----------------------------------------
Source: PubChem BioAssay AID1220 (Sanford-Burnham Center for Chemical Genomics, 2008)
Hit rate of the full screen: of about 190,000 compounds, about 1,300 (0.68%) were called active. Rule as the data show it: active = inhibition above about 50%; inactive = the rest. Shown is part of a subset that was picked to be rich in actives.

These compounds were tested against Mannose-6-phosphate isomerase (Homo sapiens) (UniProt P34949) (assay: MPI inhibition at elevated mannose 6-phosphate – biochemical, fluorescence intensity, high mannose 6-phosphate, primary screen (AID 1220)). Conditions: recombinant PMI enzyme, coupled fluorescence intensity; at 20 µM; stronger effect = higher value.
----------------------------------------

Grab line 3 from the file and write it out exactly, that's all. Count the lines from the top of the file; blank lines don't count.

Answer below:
These compounds were tested against Mannose-6-phosphate isomerase (Homo sapiens) (UniProt P34949) (assay: MPI inhibition at elevated mannose 6-phosphate – biochemical, fluorescence intensity, high mannose 6-phosphate, primary screen (AID 1220)). Conditions: recombinant PMI enzyme, coupled fluorescence intensity; at 20 µM; stronger effect = higher value.